Public Policy Forum Blog

Progress and challenges for workforce development efforts in Milwaukee

In a new report examining Milwaukee’s workforce development system, the Public Policy Forum cites a higher level of coordination and cohesion among key workforce development players since the establishment of the Milwaukee Area Workforce Investment Board (MAWIB) in 2007, but suggests a need for better coordination between the city’s economic development priorities and the needs of its unemployed.

The report – "Pathways to Employment"– analyzes the resources, programming, and priorities of MAWIB and the Milwaukee Area Technical College (MATC), widely considered the two most prominent workforce development entities in Milwaukee, and also summarizes the activities and spending of other key workforce agencies. In addition, the report explores promising efforts to coordinate workforce development activities in Milwaukee’s health care, manufacturing, and food and beverage sectors. 

On the whole, we find that sector-specific workforce strategies show considerable promise for the economy at large, but that many of the individuals being served by MAWIB may not have the education or skill levels to meet the requirements of area employers in sectors being targeted by economic development leaders – like advanced manufacturing, financial services, and water – or to benefit from related technical diploma programs at MATC or WCTC. As Milwaukee identifies economic development goals, therefore, it is important to determine the extent to which those goals should influence workforce development policies and programs. 

That is not to suggest the individuals MAWIB serves cannot advance beyond low-skill, entry-level positions through additional work experience and/or education, nor that the sectors targeted by regional economic development efforts should change. It does suggest, however, that MAWIB‘s role as the entity serving those with the greatest barriers to employment demands a commitment to a broad array of services and strategies that respond both to the needs of key industry sectors and the needs of its clientele.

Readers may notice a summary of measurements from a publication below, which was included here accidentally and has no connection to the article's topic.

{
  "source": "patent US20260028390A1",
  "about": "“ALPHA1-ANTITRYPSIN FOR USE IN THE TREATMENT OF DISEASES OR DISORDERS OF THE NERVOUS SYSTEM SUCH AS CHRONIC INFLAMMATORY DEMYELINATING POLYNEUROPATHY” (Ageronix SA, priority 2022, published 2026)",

Other key findings from the report include the following:

  • MAWIB has made substantial progress in addressing several longstanding concerns that had surrounded its predecessor (the Private Industry Council), including improved coordination of local workforce development services and greater involvement of major area employers. Interviews with key stakeholders, however, indicate there is more progress to be made. 
  • MATC’s technical diploma program offerings seem generally attuned to the demands of the Milwaukee area job market, as estimated by the Wisconsin Department of Workforce Development. In tandem with those offered at Waukesha County Technical College (WCTC), most MATC technical diploma programs seem to be appropriately scaled in relation to job projection numbers, though in many cases retention appears to be a problem. 
  • The Milwaukee W-2 agencies’ designation as the one-stop job centers for Milwaukee County, and the sheer size of their funding base, make those organizations major players in Milwaukee’s workforce development system. Consequently, the education and skills levels of W-2 participants logically should play a prominent role in determining the city’s workforce development priorities and strategies. 
  • Employment and training services in Milwaukee are largely supported by federal funding sources, which have been declining for many years. Consequently, local workforce development organizations must continue to pursue new revenue sources and improve efficiency in order to maintain existing service levels. The recent creation of the Milwaukee Area Workforce Funding Alliance to better leverage the funding contributions of local philanthropists and to pursue additional funding from national foundations has represented a positive start toward that effort. 

The report concludes by asking whether the region’s economic development vision – and the demands of specific area employers – should drive MAWIB funding priorities, MATC program offerings and Milwaukee’s overall workforce development strategies, or whether the education and skill levels of the local workforce should be the major factor in the development of both regional economic development planning and workforce development priorities.

The goal, it suggests, should be to strike a proper balance between the two.

Author: 
Joe Peterangelo